Administration of the immunosuppressive drug cyclosporine (CsA) after syngeneic/autologous bone marrow transplantation (BMT) elicits an autoimmune syndrome with pathology virtually identical to graft-vs-host disease (GVHD). The induction of this syndrome, termed syngeneic/autologous GVHD, is a two-tiered process requiring both the active inhibition of thymic-dependent clonal deletion and the elimination of mature T cells that have an immunoregulatory effect. Eradication of the peripheral immunoregulatory compartment by the preparative regimen provides a permissive environment for the activation of the syngeneic/autologous GVHD effector T cells. Although the repertoire of autoreactive effector T lymphocytes is highly conserved, these T cells promiscuously recognize MHC class II determinants. This novel specificity of the autoreactive lymphocytes appears to be dependent on the peptide derived from the MHC class II invariant chain. Recent studies also suggest that these promiscuous autoreactive T cells can effectively target and eliminate MHC class II-expressing tumor cells. Administration of cytokines that upregulate the target antigen or expand the effector population can potentiate the antitumor activity of syngeneic/autologous GVHD. Although the induction of syngeneic/autologous GVHD is an untoward effect of CsA immunosuppression, mobilization of these autoimmune mechanisms provides a promising immunotherapeutic approach for certain neoplastic diseases.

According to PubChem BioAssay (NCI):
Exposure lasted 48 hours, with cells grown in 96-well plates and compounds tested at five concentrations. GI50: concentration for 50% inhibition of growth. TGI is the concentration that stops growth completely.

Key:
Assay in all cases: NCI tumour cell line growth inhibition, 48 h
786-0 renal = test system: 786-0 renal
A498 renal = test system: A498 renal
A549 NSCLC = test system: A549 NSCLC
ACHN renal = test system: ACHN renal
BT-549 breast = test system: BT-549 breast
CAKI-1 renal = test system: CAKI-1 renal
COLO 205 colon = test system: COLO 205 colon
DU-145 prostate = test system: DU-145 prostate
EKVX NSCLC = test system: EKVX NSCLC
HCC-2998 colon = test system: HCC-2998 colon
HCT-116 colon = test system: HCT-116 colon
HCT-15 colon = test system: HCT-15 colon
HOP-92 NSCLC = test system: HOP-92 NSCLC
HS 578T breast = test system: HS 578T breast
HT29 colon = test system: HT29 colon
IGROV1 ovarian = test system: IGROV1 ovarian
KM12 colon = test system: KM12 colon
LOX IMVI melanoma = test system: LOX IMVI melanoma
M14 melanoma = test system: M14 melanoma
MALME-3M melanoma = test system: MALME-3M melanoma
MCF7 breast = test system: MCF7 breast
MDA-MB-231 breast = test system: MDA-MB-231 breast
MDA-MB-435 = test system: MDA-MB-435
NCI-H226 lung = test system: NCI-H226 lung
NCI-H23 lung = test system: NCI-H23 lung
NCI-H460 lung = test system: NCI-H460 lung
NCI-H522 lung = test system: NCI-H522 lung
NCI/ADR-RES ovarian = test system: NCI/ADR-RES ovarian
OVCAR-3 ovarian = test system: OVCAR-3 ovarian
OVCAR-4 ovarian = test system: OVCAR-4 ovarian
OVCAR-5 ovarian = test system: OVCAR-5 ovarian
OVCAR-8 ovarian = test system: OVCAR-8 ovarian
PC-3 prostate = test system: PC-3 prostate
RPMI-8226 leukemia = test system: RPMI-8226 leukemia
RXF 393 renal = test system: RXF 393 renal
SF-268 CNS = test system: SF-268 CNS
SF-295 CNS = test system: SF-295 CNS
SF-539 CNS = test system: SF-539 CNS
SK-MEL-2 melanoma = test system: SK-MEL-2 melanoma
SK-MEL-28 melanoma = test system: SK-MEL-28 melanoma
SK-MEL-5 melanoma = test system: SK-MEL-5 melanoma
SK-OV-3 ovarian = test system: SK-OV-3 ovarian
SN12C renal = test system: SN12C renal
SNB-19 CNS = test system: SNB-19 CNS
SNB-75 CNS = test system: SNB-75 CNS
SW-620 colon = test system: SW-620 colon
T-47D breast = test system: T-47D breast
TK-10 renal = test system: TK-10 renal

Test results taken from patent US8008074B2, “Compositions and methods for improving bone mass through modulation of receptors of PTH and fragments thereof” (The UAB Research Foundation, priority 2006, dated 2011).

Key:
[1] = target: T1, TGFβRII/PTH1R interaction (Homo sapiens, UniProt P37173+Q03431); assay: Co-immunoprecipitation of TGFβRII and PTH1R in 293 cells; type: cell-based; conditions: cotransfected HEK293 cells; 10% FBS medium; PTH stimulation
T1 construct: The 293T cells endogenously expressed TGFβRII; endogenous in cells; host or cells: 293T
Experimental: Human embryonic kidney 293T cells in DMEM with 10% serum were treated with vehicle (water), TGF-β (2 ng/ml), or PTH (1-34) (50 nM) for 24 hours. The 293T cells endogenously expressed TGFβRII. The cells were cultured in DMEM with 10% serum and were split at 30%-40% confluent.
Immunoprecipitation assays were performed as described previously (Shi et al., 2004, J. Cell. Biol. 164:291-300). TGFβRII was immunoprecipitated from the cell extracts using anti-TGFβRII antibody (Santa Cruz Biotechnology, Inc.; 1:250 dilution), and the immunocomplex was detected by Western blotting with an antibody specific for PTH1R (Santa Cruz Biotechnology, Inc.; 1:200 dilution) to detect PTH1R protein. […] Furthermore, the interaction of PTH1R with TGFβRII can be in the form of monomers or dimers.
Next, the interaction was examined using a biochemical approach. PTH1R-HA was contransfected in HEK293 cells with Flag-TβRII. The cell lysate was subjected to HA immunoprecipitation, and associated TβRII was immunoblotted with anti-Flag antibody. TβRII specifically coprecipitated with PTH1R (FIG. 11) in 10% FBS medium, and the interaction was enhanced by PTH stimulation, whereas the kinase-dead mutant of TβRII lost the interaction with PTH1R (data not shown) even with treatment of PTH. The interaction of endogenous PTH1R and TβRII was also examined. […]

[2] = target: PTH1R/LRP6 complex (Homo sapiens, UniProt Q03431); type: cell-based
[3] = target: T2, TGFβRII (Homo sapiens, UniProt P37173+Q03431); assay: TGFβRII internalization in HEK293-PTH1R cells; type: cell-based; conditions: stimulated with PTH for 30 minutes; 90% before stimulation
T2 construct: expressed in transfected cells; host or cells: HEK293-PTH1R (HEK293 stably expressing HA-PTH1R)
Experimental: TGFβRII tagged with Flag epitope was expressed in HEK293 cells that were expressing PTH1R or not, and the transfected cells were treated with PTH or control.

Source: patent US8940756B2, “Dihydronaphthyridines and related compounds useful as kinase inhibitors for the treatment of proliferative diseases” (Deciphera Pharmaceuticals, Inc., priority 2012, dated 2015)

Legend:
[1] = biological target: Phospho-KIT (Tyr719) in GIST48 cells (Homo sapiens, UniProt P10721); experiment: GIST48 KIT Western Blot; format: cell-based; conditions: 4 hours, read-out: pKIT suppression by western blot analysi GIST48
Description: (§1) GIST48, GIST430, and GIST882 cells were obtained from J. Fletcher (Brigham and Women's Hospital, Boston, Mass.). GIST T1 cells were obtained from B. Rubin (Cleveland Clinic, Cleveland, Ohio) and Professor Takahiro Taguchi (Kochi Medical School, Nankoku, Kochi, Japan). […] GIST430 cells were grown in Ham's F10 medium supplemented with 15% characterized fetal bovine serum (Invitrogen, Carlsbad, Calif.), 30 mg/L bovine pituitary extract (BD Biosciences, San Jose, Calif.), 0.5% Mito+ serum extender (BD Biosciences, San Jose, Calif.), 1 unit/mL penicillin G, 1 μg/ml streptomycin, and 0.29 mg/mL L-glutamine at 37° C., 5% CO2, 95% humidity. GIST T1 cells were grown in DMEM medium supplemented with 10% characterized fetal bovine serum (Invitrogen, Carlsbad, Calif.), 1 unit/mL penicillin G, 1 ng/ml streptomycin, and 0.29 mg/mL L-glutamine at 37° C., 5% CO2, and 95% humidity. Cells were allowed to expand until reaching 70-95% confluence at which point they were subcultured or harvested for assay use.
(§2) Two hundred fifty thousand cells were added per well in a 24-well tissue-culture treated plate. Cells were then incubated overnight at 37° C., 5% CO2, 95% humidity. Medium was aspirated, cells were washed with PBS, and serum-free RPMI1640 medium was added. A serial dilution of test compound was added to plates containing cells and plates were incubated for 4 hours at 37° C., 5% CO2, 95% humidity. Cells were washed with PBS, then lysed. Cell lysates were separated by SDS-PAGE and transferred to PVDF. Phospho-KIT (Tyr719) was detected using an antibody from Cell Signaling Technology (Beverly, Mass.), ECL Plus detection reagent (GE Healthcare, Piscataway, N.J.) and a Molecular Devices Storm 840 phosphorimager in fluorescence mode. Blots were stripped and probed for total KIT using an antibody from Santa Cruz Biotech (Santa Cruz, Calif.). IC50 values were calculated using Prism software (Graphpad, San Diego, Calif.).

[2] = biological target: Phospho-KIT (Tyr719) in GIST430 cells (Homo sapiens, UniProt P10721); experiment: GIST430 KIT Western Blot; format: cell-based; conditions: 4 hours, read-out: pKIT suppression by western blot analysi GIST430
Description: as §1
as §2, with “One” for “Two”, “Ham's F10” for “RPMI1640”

|Original language||English (US)|
|Number of pages||13|
|State||Published - 1997|
ASJC Scopus subject areas
- Immunology and Allergy